Its a story almost worthy of Hollywood.
In fact, similar tales have been spun with typical West Coast
dazzle, where gifted children often are depicted as frail
recluses, robot-like super-geeks or bumbling social misfits.
Twelve-year-old Alex Brueggeman, however, has a cheery disposition
that lacks the drama of the silver screen. Instead, he lives
a well-balanced life that includes attending The University
of Memphis as a sophomore.
ABC to A = BC
Alex is the youngest person ever to attend The U of M. He
is profoundly gifted (PG); by definition, his
IQ exceeds 180. He and his parents, Gay McCarter, an artist,
and Mike Brueggeman, a neurologist, live in nearby Jackson,
Tenn. They say The U of Ms combination of location and
professionalism, along with a good dose of Southern hospitality,
has been too good to miss.
I like the classes and a lot of the teachers,
Alex says. I like the labs best of all. The only thing
I dont like about it is the drive. If I could only pick
up this University and plop it down in Jackson!
Alexs parents had suspected he might be college-bound
earlier than most when they noticed his exceptional ability
Alex started reading road signs when he was 2,
McCarter says. We thought that was sort of unusual!
Most learning curves go in 45-degree angles, but for PG kids,
the learning curve is vertical they just shoot up like
In kindergarten, Alex was scolded for reading 7th-grade-level
books instead of nursery rhymes. It was apparent early on
that he would need a drastically different education than
Three years of home schooling followed, and Alex absorbed
information like a sponge as he blazed through the curriculum.
By age 9, he clearly needed something more.
Jackson (Tenn.) State Community College was a temporary answer.
Alex eased into collegiate work with a second-year Spanish
class. It was a success. He aced the course, and his classmates
elected him as treasurer of the Spanish Club.
Alex continued the next two years sampling classes at The
U of Ms Jackson campus and Lambuth University before
ultimately taking advantage of The U of Ms excellent
research facilities and able-minded professors.
Alex has been well-received at The U of M, but most peoples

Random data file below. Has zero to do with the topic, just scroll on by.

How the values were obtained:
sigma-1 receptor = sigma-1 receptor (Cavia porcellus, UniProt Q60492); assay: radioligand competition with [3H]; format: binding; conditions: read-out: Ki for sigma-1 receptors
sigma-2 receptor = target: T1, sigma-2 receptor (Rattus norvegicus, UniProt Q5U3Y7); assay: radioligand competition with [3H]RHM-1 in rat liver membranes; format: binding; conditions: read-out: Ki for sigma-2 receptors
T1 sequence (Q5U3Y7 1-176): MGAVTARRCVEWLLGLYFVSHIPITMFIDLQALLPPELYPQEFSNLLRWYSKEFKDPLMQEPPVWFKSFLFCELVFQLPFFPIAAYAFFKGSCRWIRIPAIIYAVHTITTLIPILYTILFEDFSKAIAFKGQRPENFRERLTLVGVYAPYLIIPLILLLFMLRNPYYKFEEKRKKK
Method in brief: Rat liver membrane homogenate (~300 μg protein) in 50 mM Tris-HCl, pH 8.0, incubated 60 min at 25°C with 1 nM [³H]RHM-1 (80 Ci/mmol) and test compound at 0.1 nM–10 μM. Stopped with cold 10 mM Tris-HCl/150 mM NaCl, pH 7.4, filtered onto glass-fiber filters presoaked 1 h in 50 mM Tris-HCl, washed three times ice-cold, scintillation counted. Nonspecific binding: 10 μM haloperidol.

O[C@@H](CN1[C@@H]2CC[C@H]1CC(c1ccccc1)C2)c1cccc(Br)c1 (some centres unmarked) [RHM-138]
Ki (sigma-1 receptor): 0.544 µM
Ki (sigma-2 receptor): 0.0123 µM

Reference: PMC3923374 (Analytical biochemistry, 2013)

conception of what a profoundly gifted child is like tends
to be exaggerated. Perhaps the most aggravating misconception
people tend to have, McCarter says, is that Alex should have
stayed in public school with children his own age.
I just cant imagine Alex being in sixth grade
right now, she says. Thats where hed
be based on his age. Hed be bored out of his mind. Thats
one reason we like Memphis so much: They treat him like a
college sophomore, not a sixth-grader.
Alex is well-adjusted to college life, but hes faced
his fair share of challenges along the way.
One memorable experience came in the third grade, when he
entered a model-rocket project in a science fair.
The project was top-notch. It was so good, in fact, that the
judges doubted the work was actually Alexs.
The worst thing was none of the judges asked me about
it, he says. Well, one talked to me, but all he
asked was How much of this did you do?
The disbelieving judges kept first prize away from Alexs
project, but unable to prove any wrongdoing, they begrudgingly
gave him second place. The project was later published in
Many people dont understand Alex because he sits beyond
their range of personal experiences, McCarter says. There
arent many PG children to know, period. Some research
suggests there are as little as one or two profoundly gifted
children for every one million births.
Even on a college campus, there can be the occasional misunderstanding.
Skeptics sometimes surface when an elementary-age child walks
into a college classroom, sits down and starts taking notes.
At my first day at Lambuth, in my very first class,
Alex says, a guy came in, pointed his finger in my face,
and said You dont belong here get out.
I actually had to pull out my student ID and show it to him.
There also were a couple of run-ins with students at The
U of M who felt the need in class to prove Alex wrong at every
possible opportunity. These kinds of criticisms can be very
taxing on PG children, the majority of whom are perfectionists
and highly sensitive.
Alexs parents advise him to take the negativity like
water off a ducks back. He does admit that
hes highly sensitive, but says its not debilitating.
I dont cry at AT&T commercials or anything,
he says. Both he and his parents agree that attending The
U of M has been an overall rewarding experience socially and
kid, extraordinary brain
In his chemistry class, Alex chicken-scratches notes while
sitting quietly and attentively. Dr. Antonio Ferreira (PhD
00), assistant professor of chemistry, guides the students
through a lecture on mass, volume and density.
The lessons difficulty is apparent on several students
faces, who furl their brows or stare blankly at the blackboard.
Some students write down concepts and examples at a furious
pace, but Alex just jots down an occasional note or equation.
A lot of this is still review for me, he says,
But itll get harder soon enough.
After class, Alex signs the attendance roster. Several students